U.S. Air Force Senior Airman Miles Roberts, reserve pararescueman, assists U.S. Marine Corps Cpl. Dan Peete, reconnaissance Marine, tie a knot designed to stay secure while rappelling during Angel Thunder 2015 high angle rescue training at Mount Lemmon, Ariz., June 1, 2015. During the training, U.S. Marines and U.S. Airmen practiced tying knots, anchoring ropes, rappelling down a cliffside unassisted, and returning to the initial elevation point. Angel Thunder is an Air Combat Command-sponsored personnel recovery exercise for combat air force, joint, allied and interagency participants. Roberts is assigned to the 304th Rescue Squadron at Portland Air National Guard Base, Ore., and Peete is assigned to Force Company, 1st Reconnaissance Battalion, 1st Marine Division at Camp Pendleton, Calif. (U.S. Air Force photo by Senior Airman Betty R. Chevalier/Released)
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U.S. Air Force Senior Airman Miles Roberts, reserve pararescueman, assists U.S. Marine Corps Cpl. Dan Peete, reconnaissance Marine, tie a knot designed to stay secure while rappelling during Angel Thunder 2015 high angle rescue training at Mount Lemmon, Ariz., June 1, 2015. During the training, U.S. Marines and U.S. Airmen practiced tying knots, anchoring ropes, rappelling down a cliffside unassisted, and returning to the initial elevation point. Angel Thunder is an Air Combat Command-sponsored personnel recovery exercise for combat air force, joint, allied and interagency participants. Roberts is assigned to the 304th Rescue Squadron at Portland Air National Guard Base, Ore., and Peete is assigned to Force Company, 1st Reconnaissance Battalion, 1st Marine Division at Camp Pendleton, Calif. (U.S. Air Force photo by Senior Airman Betty R. Chevalier/Released)

U.S. Marines Corps Cpls. Dave Peete and James LaFrance, reconnaissance Marines, practice tying and testing the strength of knots they will use to rappel during Angel Thunder 2015 high angle rescue training at Mount Lemmon, Ariz., June 1, 2015. During the training, U.S. Marines and U.S. Airmen practiced tying knots, anchoring ropes, rappelling down a cliffside unassisted, and returning to the initial elevation point. Angel Thunder is an Air Combat Command-sponsored personnel recovery exercise for combat air force, joint, allied and interagency participants. Peete and LaFrance is assigned to Force Company, 1st Reconnaissance Battalion, 1st Marine Division at Camp Pendleton, Calif. (U.S. Air Force photo by Senior Airman Betty R. Chevalier/Released)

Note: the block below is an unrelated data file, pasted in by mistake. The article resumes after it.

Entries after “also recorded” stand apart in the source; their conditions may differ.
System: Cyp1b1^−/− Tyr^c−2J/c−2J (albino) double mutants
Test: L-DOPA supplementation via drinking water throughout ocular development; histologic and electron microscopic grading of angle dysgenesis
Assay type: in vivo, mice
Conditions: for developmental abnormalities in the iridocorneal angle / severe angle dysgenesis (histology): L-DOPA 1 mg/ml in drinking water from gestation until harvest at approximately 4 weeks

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U.S. Marines Corps Cpls. Dave Peete and James LaFrance, reconnaissance Marines, practice tying and testing the strength of knots they will use to rappel during Angel Thunder 2015 high angle rescue training at Mount Lemmon, Ariz., June 1, 2015. During the training, U.S. Marines and U.S. Airmen practiced tying knots, anchoring ropes, rappelling down a cliffside unassisted, and returning to the initial elevation point. Angel Thunder is an Air Combat Command-sponsored personnel recovery exercise for combat air force, joint, allied and interagency participants. Peete and LaFrance is assigned to Force Company, 1st Reconnaissance Battalion, 1st Marine Division at Camp Pendleton, Calif. (U.S. Air Force photo by Senior Airman Betty R. Chevalier/Released)

U.S. Marine Corps Staff Sgt. Adam Morrison, Expeditionary Operations Training Group instructor, speaks to fellow Marines about different ways to anchor a rappel rope using the natural environment during Angel Thunder 2015 high angle rescue training at Mount Lemmon, Ariz., June 1, 2015. During the training, U.S. Marines and U.S. Airmen practiced tying knots, anchoring ropes, rappelling down a cliffside unassisted, and returning to the initial elevation point. Angel Thunder is an Air Combat Command-sponsored personnel recovery exercise for combat air force, joint, allied and interagency participants. The Marines are assigned to Force Company, 1st Reconnaissance Battalion, 1st Marine Division at Camp Pendleton, Calif. (U.S. Air Force photo by Senior Airman Betty R. Chevalier/Released)
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U.S. Marine Corps Staff Sgt. Adam Morrison, Expeditionary Operations Training Group instructor, speaks to fellow Marines about different ways to anchor a rappel rope using the natural environment during Angel Thunder 2015 high angle rescue training at Mount Lemmon, Ariz., June 1, 2015. During the training, U.S. Marines and U.S. Airmen practiced tying knots, anchoring ropes, rappelling down a cliffside unassisted, and returning to the initial elevation point. Angel Thunder is an Air Combat Command-sponsored personnel recovery exercise for combat air force, joint, allied and interagency participants. The Marines are assigned to Force Company, 1st Reconnaissance Battalion, 1st Marine Division at Camp Pendleton, Calif. (U.S. Air Force photo by Senior Airman Betty R. Chevalier/Released)

U.S. Marine Corporal Dan Peete, reconnaissance Marine, observes as U.S. Air Force Senior Airman Miles Roberts, reserve pararescueman, secures his harness to the rope during Angel Thunder 2015 high angle rescue training at Mount Lemmon, Ariz., June 1, 2015. Exercise Angel Thunder is the world’s largest personnel recovery exercise, hosting 11 partner nations and nine inter-agencies at Davis-Monthan Air Force Base in Tucson, Ariz.  Peete is assigned to Force Company, 1st Reconnaissance Battalion, 1st Marine Division at Camp Pendleton, Calif. and Roberts is assigned to the 304th Rescue Squadron is stationed at Portland Air National Guard Base, Ore.  (U.S. Air Force photo by Tech. Sgt. Courtney Richardson/Released)